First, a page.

Kahlo spent the late 1920s and early 1930s traveling in Mexico and the United States with Rivera who was working on commissions. During this time, she developed her own style as an artist, drawing her main inspiration from Mexican folk culture and painting mostly small self-portraits, which mixed elements from pre-Columbian and Catholic mythology. Although always overshadowed by Rivera, her paintings raised the interest of Surrealist artist André Breton, who arranged for her to have her first solo exhibition at the Julien Levy Gallery in New York in 1938. The exhibition was a success and was followed by another in Paris in 1939. While the French exhibition was less successful, the Louvre purchased a painting from Kahlo, making her the first Mexican artist to be featured in their collection.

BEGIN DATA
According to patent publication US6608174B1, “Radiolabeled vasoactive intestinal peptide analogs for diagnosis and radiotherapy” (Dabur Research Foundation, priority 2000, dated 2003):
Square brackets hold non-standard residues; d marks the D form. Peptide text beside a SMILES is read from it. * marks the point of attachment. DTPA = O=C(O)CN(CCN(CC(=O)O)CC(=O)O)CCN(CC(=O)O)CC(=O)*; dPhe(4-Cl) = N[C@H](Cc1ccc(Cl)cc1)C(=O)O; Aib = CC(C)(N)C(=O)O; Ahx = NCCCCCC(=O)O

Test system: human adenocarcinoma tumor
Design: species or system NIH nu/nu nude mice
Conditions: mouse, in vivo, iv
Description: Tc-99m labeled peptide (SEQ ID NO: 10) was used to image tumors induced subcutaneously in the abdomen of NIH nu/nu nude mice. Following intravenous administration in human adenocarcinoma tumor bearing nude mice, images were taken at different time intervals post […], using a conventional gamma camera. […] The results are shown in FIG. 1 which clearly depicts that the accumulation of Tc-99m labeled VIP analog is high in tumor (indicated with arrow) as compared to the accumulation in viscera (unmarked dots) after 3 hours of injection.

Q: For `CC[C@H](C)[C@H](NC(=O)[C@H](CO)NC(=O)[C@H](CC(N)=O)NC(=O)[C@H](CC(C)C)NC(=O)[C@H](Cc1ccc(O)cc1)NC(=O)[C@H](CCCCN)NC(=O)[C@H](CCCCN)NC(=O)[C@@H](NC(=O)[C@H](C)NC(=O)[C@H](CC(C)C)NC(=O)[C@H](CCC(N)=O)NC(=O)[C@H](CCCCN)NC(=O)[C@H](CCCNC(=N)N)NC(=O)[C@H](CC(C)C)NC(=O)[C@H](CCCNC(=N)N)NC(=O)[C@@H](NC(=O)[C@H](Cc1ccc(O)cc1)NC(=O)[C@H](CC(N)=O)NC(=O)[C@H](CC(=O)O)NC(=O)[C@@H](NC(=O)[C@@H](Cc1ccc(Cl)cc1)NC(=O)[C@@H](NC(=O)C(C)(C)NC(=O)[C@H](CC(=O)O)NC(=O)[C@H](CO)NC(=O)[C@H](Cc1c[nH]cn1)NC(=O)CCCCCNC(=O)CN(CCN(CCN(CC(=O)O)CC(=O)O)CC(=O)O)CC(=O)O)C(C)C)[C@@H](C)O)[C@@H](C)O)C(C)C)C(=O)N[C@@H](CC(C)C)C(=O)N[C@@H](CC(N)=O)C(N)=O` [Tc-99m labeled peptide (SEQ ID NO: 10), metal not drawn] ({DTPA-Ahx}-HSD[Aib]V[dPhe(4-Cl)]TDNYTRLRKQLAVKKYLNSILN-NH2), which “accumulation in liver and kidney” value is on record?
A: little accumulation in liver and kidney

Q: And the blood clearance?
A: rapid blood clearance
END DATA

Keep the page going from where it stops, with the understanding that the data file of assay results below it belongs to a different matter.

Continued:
Throughout the 1940s, Kahlo continued to participate in exhibitions in Mexico and the United States. She also began to teach at the Escuela Nacional de Pintura, Escultura y Grabado “La Esmeralda”, and became a founding member of the Seminario de Cultura Mexicana. Kahlo’s always fragile health began to increasingly decline in the same decade. She had her first solo exhibition in Mexico in 1953, shortly before her death the following year at the age of 47.